Ross A. Finlayson (
Tue, 13 Apr 1999 14:34:48 -0400

Well, as soon as it is possible to overcome the strong nuclear and repulsion forces to actually modify an atom's atomic weight and its electrons, then any matter could be formed into any other matter. I don't fully understand the dynamics of transmuting elements.

This is similar to the idea of a nano-scale assembler, but perhaps a little smaller. It would be similar to an "alchemy" machine in that alchemy's famous goal is turning lead into gold, but otherwise has nothing to do with alchemy. Perhaps it could be called an "absolute assembler".

If that is not possible (it is not likely to be possible any time soon), a couple of bags of rust would do.

Silicon possesses very similar qualities to carbon in terms of electron stability, and it would be likely that, for example, buckyballs and nanotubes could be made from silicon, as well as higher level structures like diamondoid structural building materials.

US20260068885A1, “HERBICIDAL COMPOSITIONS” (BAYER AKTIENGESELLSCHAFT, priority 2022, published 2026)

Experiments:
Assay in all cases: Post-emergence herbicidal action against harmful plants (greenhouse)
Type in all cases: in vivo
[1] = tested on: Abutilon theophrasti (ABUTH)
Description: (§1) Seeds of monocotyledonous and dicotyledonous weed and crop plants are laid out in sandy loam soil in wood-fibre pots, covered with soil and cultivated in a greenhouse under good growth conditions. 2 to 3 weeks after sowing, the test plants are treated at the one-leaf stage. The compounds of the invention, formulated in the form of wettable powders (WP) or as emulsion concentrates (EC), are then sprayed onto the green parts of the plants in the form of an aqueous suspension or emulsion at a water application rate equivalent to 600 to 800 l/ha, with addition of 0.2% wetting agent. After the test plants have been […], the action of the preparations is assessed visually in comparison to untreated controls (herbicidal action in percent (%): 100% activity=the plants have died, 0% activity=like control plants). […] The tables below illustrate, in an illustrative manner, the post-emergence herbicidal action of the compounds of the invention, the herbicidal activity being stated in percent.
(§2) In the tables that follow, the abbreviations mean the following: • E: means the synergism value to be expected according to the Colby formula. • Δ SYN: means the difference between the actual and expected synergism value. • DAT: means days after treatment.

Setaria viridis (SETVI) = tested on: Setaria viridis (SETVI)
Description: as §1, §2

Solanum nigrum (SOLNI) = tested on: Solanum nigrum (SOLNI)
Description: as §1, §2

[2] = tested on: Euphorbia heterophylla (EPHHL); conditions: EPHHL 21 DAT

Webb_S wrote:

> Just out of curiosity, how would one go about creating carbon steel,
> composed primarily of iron, out of sand composed primarily of silicon?
> Nanotech has many possibilities, but unless I've overlooked something
> alchemical transformation of elements isn't one of them.
> Ross A. Finlayson wrote:
> > I think one proof-of-concept machine that makes carbon steel structural
> I-> > beams out of sand on-site will be plenty to kickstart plenty of
> investment.

Ross F.

Ross Andrew Finlayson
"C is the speed of light."